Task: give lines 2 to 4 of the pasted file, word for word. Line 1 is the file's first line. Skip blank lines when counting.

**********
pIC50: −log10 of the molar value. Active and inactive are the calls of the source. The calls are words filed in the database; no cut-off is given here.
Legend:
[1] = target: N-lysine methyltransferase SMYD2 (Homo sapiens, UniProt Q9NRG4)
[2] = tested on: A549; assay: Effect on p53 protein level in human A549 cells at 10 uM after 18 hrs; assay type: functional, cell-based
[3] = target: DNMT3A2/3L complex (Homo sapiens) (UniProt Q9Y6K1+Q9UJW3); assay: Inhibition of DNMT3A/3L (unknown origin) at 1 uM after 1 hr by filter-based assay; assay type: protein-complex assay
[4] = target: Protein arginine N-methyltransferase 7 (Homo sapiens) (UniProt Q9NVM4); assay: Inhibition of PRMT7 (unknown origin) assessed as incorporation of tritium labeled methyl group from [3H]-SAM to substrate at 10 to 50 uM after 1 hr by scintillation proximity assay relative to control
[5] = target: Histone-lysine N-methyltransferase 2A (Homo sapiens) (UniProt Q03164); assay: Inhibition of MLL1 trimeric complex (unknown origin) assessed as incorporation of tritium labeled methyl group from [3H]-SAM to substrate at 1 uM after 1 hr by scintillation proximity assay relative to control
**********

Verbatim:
Legend:
[1] = target: N-lysine methyltransferase SMYD2 (Homo sapiens, UniProt Q9NRG4)
[2] = tested on: A549; assay: Effect on p53 protein level in human A549 cells at 10 uM after 18 hrs; assay type: functional, cell-based